Read a book: it’s not as hard as you think

By: Andrew Koch

Remember being a kid? Not the Buzzfeed, nostalgia-fueled vision of childhood that insists that ‘N Sync and Destiny’s Child were the epitome of popular music. Nor the one that laments how tragic it is that future generations won’t know what a VHS is.

No, I’m talking about being whatever age it was when you were just learning how to read. Reading was fun. It was something we did to feel educated and grown-up. It was a way for us to pass a dull summer afternoon or to escape to worlds that we could never imagine otherwise.

I used to love reading. I remember getting angry at my English teacher in the fifth grade because I was convinced that he was withholding my Scholastic book order. I remember Thursdays being my favorite day of the week in grade school because that was when our teacher would take us down to the school library and let us check out two books.

But when I got to high school, I, like a lot of other people I know, stopped reading for pleasure because I was “too busy.” When I have down time, I look to the Internet (mainly Netflix) and movies for entertainment. I’m not sure I can tell you the last time I actually read for fun.

Now, as a college student majoring in English, I’m surprised to find that none of us read for fun anymore.

So, at the beginning of 2013 I set out to recapture that love for literature and read at least 30 books this year, an ambitious but not impossible goal. After all, I’m an English major and what good is an English major who doesn’t read?

I went to Half-Price Books and bought used copies of some classics that I felt like I should have read as someone who studies literature — books that are famous for making people think and challenging how we view society: “1984,” “Animal Farm,” “Brave New World.” I had every intention of reading those, too.

My progress? It’s September and I’ve read 10 books, eight of which were for classes. The other two — “The Hobbit” and “The Great Gatsby” — I had read before and only cracked them open again in anticipation of film adaptations.

Based on conversations with other people my age, I’ve found that I’m not alone. What happened to us? Why have we, as an age group, stopped reading for pleasure?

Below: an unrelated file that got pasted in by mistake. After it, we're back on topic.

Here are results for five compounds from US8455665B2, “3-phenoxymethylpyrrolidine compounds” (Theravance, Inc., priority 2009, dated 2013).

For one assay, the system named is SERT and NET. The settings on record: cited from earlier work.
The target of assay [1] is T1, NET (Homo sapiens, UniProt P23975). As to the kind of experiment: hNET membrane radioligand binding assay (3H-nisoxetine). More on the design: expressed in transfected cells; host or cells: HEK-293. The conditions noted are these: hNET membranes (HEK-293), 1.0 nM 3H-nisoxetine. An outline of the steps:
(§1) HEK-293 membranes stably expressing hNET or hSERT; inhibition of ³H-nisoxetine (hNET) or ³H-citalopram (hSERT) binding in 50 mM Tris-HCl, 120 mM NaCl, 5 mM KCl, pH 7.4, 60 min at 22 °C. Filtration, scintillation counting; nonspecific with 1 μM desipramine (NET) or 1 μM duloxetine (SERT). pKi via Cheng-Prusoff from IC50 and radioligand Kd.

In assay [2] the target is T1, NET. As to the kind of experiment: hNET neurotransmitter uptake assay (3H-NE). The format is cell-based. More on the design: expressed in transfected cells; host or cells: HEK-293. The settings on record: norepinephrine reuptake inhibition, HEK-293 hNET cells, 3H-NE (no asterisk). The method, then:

I found the answer last year in one of my Communications classes when we learned about communication theorist Marshall McLuhan and his distinction between “hot” and “cool” media.

According to McLuhan, creators of “hot” media, like television and film, only engage one of the audience’s senses (vision) and don’t leave the viewer much room for imagination. While they might have a lot to think about after viewing “hot” media, the audience is mostly passive while they experience it.

But in McLuhan’s “cool” media, like novels, short stories and poetry, the audience has to be more engaged in what is happening. Because the creator of the work hasn’t presented a literal representation of the world of the novel or poem, the audience members have to imagine those places for themselves.

For example, if I ask you to think about the coffee shop from “Friends” or the library from “The Breakfast Club,” most of you would be picturing the same place. But if I asked you to describe Jay Gatsby’s mansion or Peeves the Poltergeist from “Harry Potter,” you would all give somewhat different descriptions. Instead of depicting those places and characters as physical objects and people, writers leave it up to the reader’s imagination, forcing them to be more active.

Maybe the reason we don’t read for fun anymore is because we see that kind of investment as work. After busy days of jobs, classes and homework, we look for a simple and easy way to unwind. We turn away from the “cold” media that asks us to exert the effort to make another world come alive. Subconsciously, we don’t want to work during our “play” time, filling in the gaps that authors leave for us. So, we turn to the “hot” media where all of that work is done for us, little imagination required.

But while that level of engagement may sound like work, it’s also one of the greatest things about reading. Reading engages a part of our imagination that other kinds of media can’t. As readers, we’re limited only by our imaginations, and not by the visions of a director, casting director or videographer. When we read, we create a world that is entirely our own and that no one can take away from us.

So while reading may be harder work than watching movies or TV, it’s certainly good and rewarding work. And as educated, holistic people, we shouldn’t be so afraid to do it.

Now if you’ll excuse me, I have some “How I Met Your Mother” to re-watch.

Andrew Koch is the Campus News Editor at the Newswire. He is a junior English and Advertising major with minors in Writing and Electronic Media from Cincinnati.